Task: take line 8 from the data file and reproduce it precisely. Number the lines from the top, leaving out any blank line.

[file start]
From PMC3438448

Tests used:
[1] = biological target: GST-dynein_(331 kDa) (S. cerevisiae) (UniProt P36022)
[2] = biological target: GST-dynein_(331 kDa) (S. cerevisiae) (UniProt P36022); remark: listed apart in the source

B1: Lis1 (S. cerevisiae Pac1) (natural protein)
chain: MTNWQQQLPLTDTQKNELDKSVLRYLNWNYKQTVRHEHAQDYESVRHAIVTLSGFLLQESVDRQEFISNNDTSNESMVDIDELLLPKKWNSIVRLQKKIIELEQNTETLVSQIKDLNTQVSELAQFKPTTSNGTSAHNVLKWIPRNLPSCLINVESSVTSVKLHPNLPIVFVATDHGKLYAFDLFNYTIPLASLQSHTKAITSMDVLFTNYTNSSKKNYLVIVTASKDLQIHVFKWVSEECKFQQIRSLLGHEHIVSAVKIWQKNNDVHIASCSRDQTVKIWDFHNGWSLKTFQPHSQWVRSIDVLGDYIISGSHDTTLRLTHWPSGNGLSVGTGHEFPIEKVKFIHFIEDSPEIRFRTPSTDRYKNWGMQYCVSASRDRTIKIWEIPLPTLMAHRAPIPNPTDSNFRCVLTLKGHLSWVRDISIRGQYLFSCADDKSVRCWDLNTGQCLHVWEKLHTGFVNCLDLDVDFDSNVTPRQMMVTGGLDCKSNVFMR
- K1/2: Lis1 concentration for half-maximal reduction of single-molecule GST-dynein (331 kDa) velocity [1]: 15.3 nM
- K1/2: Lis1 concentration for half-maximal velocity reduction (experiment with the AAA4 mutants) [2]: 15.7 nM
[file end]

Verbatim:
- K1/2: Lis1 concentration for half-maximal velocity reduction (experiment with the AAA4 mutants) [2]: 15.7 nM